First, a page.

Kathy Boelter, President of Billings based Arrow Solutions Group found her professional niche at the fork in the road where her love of Montana met the world of technology. Kathy, an outdoor enthusiast, knows that every good hiking trail has obstacles, altitude changes and shifts of perspective. The same can be said of starting a new business. Her road from start-up to success has been paved with struggle, sacrifice and the joy of reaching goals, with more peaks to summit on the horizon.
Kathy left the intensity of New Jersey and the east coast a little over 10 years ago in search of a work/life balance. She arrived in Billings and began working with a local computer technology company. As she acclimated to the pace and culture of Montana, she began to see many local companies were using national recruiters to fill their technical staffing needs. While they were finding success at bringing in potential candidates, the challenge was helping those new hires put down roots and want to stay in the area.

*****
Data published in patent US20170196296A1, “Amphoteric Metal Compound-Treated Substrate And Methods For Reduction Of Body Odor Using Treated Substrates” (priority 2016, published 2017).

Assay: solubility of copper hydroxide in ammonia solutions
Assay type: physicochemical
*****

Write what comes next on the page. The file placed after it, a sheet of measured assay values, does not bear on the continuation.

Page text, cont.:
Kathy had heard it all before from potential recruits. “We love Montana! We went to Glacier Park (or Yellowstone National Park) once and it was so beautiful!” Visiting here is one thing. Living here is another. Kathy saw a need in the market for “technical talent to be recruited to support local companies.” And, she felt the market needed somebody who “got Montana culture” to actively recruit for the area. “Not everyone can live here. Having lived in both a small town and in a major market I understood the challenge.”
Kathy opened Arrow Solutions Group, an Information Technology (IT) staffing and recruiting company on January 1, 2009. At the time, it was a solo operation. She met with clients, negotiated the contracts, processed the billing and did everything else that was required to make the business successful. All profit went directly back into the business.